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Oncology Center Dupes Medicare and Violates Patient Trust with Illegal Pharmaceuticals

Oncology patients should not be exposed to pharmacological drugs with contaminants. Impurities could further weaken the immune system. Patients have the right to believe that his/her healthcare professional is acting in the best interest of the patient. Patients also have the right to trust that pharmaceutical drugs have the ability to produce an intended result.

Patients of East Lake Oncology in Tampa, Florida have been duped by healthcare professionals. The physician’s office was dispensing pharmaceutical drugs that were not approved by the federal Food and Drug Administration. The healthcare professionals were handing out prescription drugs from other countries. The drugs were copies of chemotherapy drugs and other pharmaceuticals manufactured in the United States. The effect of the unapproved drugs on oncology patients is not known at this time.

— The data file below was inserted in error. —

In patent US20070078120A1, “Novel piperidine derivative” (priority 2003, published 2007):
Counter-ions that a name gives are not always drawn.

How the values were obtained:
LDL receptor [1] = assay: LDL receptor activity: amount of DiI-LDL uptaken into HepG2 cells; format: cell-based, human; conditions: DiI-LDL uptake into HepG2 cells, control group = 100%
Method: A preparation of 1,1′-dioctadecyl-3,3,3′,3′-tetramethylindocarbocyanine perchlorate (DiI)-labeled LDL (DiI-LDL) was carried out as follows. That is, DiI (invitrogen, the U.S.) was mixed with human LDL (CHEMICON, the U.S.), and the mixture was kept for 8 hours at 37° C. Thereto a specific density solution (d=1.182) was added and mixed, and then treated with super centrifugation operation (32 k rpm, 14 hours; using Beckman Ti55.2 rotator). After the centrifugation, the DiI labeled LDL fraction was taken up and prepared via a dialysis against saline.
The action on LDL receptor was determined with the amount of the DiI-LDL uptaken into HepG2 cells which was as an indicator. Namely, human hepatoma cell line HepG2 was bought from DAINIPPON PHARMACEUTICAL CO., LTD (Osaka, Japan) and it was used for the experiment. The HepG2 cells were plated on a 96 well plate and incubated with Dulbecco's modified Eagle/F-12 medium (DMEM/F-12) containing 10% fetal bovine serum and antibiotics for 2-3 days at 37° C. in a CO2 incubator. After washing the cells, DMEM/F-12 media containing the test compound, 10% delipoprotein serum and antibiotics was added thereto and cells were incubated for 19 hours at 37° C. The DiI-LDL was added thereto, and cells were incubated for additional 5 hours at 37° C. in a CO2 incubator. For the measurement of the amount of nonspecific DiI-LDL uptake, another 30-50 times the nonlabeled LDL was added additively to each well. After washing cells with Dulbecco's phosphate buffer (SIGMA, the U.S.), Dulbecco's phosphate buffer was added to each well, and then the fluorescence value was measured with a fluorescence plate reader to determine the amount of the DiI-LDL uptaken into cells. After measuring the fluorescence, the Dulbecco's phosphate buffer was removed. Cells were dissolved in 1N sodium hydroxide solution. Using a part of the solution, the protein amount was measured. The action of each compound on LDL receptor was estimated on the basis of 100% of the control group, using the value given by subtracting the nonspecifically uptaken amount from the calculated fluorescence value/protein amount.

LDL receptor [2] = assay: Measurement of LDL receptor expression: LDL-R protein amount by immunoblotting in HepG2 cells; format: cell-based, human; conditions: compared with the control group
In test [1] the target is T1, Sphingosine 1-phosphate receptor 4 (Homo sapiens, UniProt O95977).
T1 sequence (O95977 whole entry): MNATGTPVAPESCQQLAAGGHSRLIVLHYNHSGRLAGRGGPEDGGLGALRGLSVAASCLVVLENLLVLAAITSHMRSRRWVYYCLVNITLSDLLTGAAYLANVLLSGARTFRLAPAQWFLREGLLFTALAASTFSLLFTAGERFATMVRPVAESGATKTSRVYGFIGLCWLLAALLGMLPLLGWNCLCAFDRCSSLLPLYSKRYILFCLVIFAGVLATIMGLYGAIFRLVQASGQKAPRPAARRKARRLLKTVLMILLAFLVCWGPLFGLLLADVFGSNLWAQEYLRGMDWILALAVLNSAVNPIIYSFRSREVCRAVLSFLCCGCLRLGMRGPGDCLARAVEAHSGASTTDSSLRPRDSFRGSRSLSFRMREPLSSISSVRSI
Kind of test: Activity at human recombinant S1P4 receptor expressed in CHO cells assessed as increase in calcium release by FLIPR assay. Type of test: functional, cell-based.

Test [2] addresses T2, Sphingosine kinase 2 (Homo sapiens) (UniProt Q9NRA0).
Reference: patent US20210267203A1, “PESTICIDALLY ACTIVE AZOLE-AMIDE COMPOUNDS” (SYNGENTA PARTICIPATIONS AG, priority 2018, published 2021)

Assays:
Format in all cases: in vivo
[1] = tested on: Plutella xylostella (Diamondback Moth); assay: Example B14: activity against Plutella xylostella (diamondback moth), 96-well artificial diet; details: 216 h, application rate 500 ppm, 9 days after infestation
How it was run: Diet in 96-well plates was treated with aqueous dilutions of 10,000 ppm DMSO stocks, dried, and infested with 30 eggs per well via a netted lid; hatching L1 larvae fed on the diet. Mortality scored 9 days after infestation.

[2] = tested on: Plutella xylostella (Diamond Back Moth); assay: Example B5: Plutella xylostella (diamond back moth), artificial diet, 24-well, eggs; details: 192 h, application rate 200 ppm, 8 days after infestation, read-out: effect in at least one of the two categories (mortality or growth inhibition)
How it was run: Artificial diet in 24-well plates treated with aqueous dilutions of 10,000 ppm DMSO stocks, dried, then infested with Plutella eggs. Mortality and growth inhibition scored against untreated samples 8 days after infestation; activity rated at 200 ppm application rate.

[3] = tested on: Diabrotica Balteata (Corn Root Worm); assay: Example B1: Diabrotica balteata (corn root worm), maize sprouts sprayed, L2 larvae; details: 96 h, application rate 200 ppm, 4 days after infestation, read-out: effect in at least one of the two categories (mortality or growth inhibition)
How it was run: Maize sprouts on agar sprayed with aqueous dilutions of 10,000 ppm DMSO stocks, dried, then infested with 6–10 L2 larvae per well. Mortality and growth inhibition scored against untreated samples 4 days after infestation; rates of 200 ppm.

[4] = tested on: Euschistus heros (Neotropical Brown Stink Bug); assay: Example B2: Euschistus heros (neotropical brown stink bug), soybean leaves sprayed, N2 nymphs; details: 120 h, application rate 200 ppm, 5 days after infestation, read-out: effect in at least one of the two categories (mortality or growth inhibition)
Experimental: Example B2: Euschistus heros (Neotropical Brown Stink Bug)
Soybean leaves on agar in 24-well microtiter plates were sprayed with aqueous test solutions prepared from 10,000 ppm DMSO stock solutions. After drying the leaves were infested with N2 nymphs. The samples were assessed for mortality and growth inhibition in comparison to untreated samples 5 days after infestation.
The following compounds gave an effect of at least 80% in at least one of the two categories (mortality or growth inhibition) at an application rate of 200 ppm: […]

Dr. Diana Anda Norbergs has been indicted on charges this past week for billing Medicare and other private insurance companies for chemotherapy drugs and other pharmaceuticals that are approved by the FDA, but dispensing less expensive, non-approved copies from other countries to patients. The criminal intent was to commit Medicare fraud. The East Lake Oncology Clinic violated the trust of cancer patients.

The majority of the pharmaceuticals were purchased from the United Kingdom and Canada. Patients were unaware of the scheme that has occurred for over six years. The healthcare professionals had been pocketing the profit. The doctor faces nine counts of receiving misbranded drugs in interstate commerce and twelve counts of healthcare fraud. The clinic’s website reports that the doctor has retired.

Citizens of the U.S. frequently buy prescription medications from Australia, Canada, England and New Zealand to save money. According to the National Center for Statistics, about 2% of the adult population in the United States purchased pharmaceuticals from a foreign country in 2011. Congress has recently introduced a bill that would make it legal for citizens to purchase pharmaceuticals from countries with similar safety regulations enforce.

*Photo courtesy of IMG_6472 by Kay at Flickr’s Creative Commons.

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